Cobalt(III) Acetate1


[917-69-1]  · C6H9CoO6  · Cobalt(III) Acetate  · (MW 236.07)

(one-electron oxidizing agent for aromatic4 and aliphatic hydrocarbons,10 for oxidative halogenation,15 oxidation of alcohols23 and acids26)

Physical Data: dec 100 °C.

Solubility: hydrolyzed in water; sol acetic acid, ethanol, DMSO, DMF, and MeCN; slightly sol THF, diethyl ether, CHCl3, and acetone.

Form Supplied in: dark green solid, widely available.

Analysis of Reagent Purity: cobalt(III) can be determined by treating it with excess iron(II) ammonium sulfate and titration with cerium(IV) sulfate or dichromate.2

Preparative Methods: involves oxidation of Cobalt(II) Acetate in acetic acid solution. The various oxidants used for this purpose are ozone,2 peracid,3a peroxide,3b and oxygen.4 An electrochemical procedure for the generation of Co(OAc)3 in solution is also available.3c

Handling, Storage, and Precautions: the dark green solid or solution in acetic acid is reputed to be stable at rt for three months.


Cobalt triacetate is a powerful one-electron oxidant in acidic media. This reagent has been successfully used in the oxidation of a variety of organic substrates.

Oxidation of Hydrocarbons.

The cobalt(III) acetate oxidation of 2-methylnaphthalene at 70 °C in acetic acid gives mainly 2-acetoxynaphthalene (eq 1).4

The reaction of toluene,4 2-methylindan,6 isodurene,7 hemimellitene,8 p-cymene,9 heptane,10 adamantane,11 and cyclohexane12 proceeds analogously under a N2 atmosphere to give the corresponding acetates as the main products; in the presence of Oxygen, oxidation furnishes aldehydes,5 ketones,10 and acids.5,12 The rate of oxidation of alkylarenes5 and alkanes10 is enhanced in the presence of strong acids.


Treatment of representative substrates of alkylbenzene with Co(OAc)3 in the presence of Hydrogen Fluoride,13 Lithium Chloride,4 Sodium Bromide,15 or Potassium Iodide14 results in corresponding halogenated derivatives.

Oxidation of Alkenes and Dienes.

Treatment of styrene,16 1-phenylbutadiene,17 phenylcyclohexene,18 a-methylstyrene,19 or b-methylstyrene substituted with an electron donating group20 with Co(OAc)3 gives the corresponding 1,2-diol monoacetates as major products. However, oxidation of cis- and trans-b-methylstyrene at higher temperature affords the corresponding allylic acetate.19 Reaction of 1,5-hexadienes with Co(OAc)3 in the presence of 3-oxobutanoate under reflux conditions gives bis(dihydrofuran) and mono(dihydrofuran) (eq 2).21

Oxidation of Functionalized Substrates.

The o-, m-, and p-substituted benzyl alcohols22 and aromatic secondary alcohols23,24 are readily oxidized by Co(OAc)3/Br- to aldehydes and ketones, respectively. The reaction of 2,6-dimethylphenol with Co(OAc)3 results in the formation of 3,3,5,5-tetramethyl-4,4-diphenoquinone.25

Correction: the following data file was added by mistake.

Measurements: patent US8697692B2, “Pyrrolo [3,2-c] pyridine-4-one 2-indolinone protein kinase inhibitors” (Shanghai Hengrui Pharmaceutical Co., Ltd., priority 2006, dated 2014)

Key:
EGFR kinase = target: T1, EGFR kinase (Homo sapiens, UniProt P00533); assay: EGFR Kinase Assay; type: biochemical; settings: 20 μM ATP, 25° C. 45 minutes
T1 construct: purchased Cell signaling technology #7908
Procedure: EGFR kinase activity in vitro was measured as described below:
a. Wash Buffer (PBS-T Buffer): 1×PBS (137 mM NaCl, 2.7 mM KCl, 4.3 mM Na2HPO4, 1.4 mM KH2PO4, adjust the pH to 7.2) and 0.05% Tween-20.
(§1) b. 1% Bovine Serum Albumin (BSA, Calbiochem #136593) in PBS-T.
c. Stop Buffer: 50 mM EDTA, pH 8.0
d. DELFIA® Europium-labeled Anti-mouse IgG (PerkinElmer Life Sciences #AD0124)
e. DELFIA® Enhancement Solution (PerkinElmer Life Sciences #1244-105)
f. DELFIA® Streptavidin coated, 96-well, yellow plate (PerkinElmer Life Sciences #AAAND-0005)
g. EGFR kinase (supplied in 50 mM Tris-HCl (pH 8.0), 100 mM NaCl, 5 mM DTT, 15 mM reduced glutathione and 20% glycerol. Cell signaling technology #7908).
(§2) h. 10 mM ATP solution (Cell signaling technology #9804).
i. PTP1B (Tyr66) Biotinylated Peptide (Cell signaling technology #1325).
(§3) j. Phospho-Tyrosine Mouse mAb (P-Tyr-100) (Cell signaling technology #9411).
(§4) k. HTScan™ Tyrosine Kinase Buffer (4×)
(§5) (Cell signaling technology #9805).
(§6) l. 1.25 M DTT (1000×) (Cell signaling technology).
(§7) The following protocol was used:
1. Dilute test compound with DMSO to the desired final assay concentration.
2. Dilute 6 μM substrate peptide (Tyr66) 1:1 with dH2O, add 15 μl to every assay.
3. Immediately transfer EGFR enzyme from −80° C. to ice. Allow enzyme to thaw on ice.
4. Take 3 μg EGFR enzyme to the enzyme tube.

In the presence of Co(OAc)3 along with Copper(II) Acetate, phenylacetic acids are decarboxylated to benzyl acetates.26 Aryl substituted aliphatic acids are oxidized by Co(OAc)3 to g-phenylbutyrolactone (eq 3).26,27

Co(OAc)3 can be used in an interesting dealkylation of arylalkylamines in a mixture of chloroform and acetic anhydride.28 Dihydroanisoin (DHA) and 1,2-bis(4-methoxyphenyl)propane-1,3-diol can be cleaved cleanly to p-anisaldehyde by Co(OAc)3.29

1. (a) Beletskaya, I. P.; Makhonkov, D. I. RCR 1981, 50, 534. (b) Yoshio, K. Sekiyu Gakkai Shi, 1976, 19, 723 (CA 1978, 88, 63 829).
2. Lande, S. S.; Falk, C. D.; Kochi, J. K. J. Inorg. Nucl. Chem. 1971, 33, 4101.
3. (a) Koubek, E.; Edwards, J. O. J. Inorg. Nucl. Chem. 1963, 25, 1401. (b) Onopchenko, A.; Schulz, J. G. D. JOC 1975, 40, 3338. (c) Bewick, A.; Coe, D.; Mellor, J. M.; Pekel, A. T. SC 1981, 11, 133.
4. Heiba, E. I.; Dessau, R. M.; Koehl, Jr., W. J. JACS 1969, 91, 6830.
5. Hanotier, J.; Hanotier-Bridoux, M.; de Radzitzky, P. JCS(P2) 1973, 381.
6. Sternerup, H. ACS 1974, B28, 969.
7. Baciocchi, E.; Mandolini, L.; Rol, C. JOC 1980, 45, 3906.
8. Baciocchi, E.; Eberson, L.; Rol, C. JOC 1982, 47, 5106.
9. Onopchenko, A.; Schulz, J. G. D. JOC 1972, 37, 2564.
10. Hanotier, J.; Camerman, Ph.; Hanotier-Bridoux, M.; de Radzitzky, P. JCS(P2) 1972, 2247.
11. Verstraelen, L.; Lalmand, M.; Hubert, A. J.; Teyssie, P. JCS(P2) 1976, 1285.
12. Onopchenko, A.; Schulz, J. G. D. JOC 1973, 38, 3729.
13. Feiring, A. E. JOC 1979, 44, 1252.
14. Makhon'kov, D. I.; Cheprakov, A. V.; Rodkin, M. A.; Beletskaya, I. P. ZOR 1986, 22, 1117 (CA 1988, 108, 5616p).
15. Baciocchi, E.; Crescenzi, M. T 1988, 44, 6525.
16. Hirano, M.; Morimoto, T. JCS(P2), 1984, 1033.
17. Morimoto, T.; Hirano, M.; Enokida, T.; Isomoto, A.; Hamaguchi, T. Zhung, X. JCS(P2) 1988, 1531.
18. Morimoto, T.; Hirano, M.; Koyama, T. JCS(P2) 1985, 1109.
19. Hirano, M.; Morimoto, T. JCR(S) 1979, 104.
20. Hirano, M.; Hamaguchi, T.; Zhang, X.; Morimoto, T. JCS(P2) 1989, 2141.
21. Nishino, H.; Yoshida, T.; Kurosawa, K. BCJ 1991, 64, 1097.
22. Hirano, M.; Morimoto, T.; Itoh, K. BCJ 1988, 61, 3749.
23. Hirano, M.; Morimoto, T. BCJ 1989, 62, 4069.
24. Morimoto, T.; Hirano, M.; Wachi, M.; Murakami, T. JCS(P2) 1984, 1949.
25. Hirano, M.; Ishi, T.; Morimoto, T. BCJ 1991, 64, 1434.
26. Dessau, R. M.; Heiba, E. I. JOC 1975, 40, 3647.
27. Giordano, C.; Belli, A.; Citterio, A. JOC 1980, 45, 345.
28. Rindone, B.; Scolastico, C. TL 1974, 3379.
29. DiCosimo, R.; Szabo, H.-C. JOC 1988, 53, 1673.

Mariappan Periasamy & Ukkiramapandian Radhakrishnan

University of Hyderabad, India.

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